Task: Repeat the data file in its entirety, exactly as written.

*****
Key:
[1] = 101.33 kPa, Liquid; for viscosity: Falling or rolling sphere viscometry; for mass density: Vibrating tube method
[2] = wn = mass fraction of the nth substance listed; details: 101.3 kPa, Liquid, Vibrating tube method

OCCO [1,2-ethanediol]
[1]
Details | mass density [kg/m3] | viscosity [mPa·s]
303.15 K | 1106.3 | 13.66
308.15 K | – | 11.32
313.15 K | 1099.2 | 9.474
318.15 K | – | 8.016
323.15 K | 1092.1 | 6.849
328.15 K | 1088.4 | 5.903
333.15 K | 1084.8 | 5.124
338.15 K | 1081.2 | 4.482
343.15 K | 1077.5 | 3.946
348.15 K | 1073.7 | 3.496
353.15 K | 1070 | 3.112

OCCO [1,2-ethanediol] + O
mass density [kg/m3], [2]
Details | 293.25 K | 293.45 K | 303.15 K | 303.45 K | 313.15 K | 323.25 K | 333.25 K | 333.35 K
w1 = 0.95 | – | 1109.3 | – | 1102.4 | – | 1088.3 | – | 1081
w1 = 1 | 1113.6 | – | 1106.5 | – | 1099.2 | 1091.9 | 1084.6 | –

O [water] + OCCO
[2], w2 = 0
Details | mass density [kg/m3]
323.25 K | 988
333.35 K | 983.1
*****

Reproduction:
Key:
[1] = 101.33 kPa, Liquid; for viscosity: Falling or rolling sphere viscometry; for mass density: Vibrating tube method
[2] = wn = mass fraction of the nth substance listed; details: 101.3 kPa, Liquid, Vibrating tube method

OCCO [1,2-ethanediol]
[1]
Details | mass density [kg/m3] | viscosity [mPa·s]
303.15 K | 1106.3 | 13.66
308.15 K | – | 11.32
313.15 K | 1099.2 | 9.474
318.15 K | – | 8.016
323.15 K | 1092.1 | 6.849
328.15 K | 1088.4 | 5.903
333.15 K | 1084.8 | 5.124
338.15 K | 1081.2 | 4.482
343.15 K | 1077.5 | 3.946
348.15 K | 1073.7 | 3.496
353.15 K | 1070 | 3.112

OCCO [1,2-ethanediol] + O
mass density [kg/m3], [2]
Details | 293.25 K | 293.45 K | 303.15 K | 303.45 K | 313.15 K | 323.25 K | 333.25 K | 333.35 K
w1 = 0.95 | – | 1109.3 | – | 1102.4 | – | 1088.3 | – | 1081
w1 = 1 | 1113.6 | – | 1106.5 | – | 1099.2 | 1091.9 | 1084.6 | –

O [water] + OCCO
[2], w2 = 0
Details | mass density [kg/m3]
323.25 K | 988
333.35 K | 983.1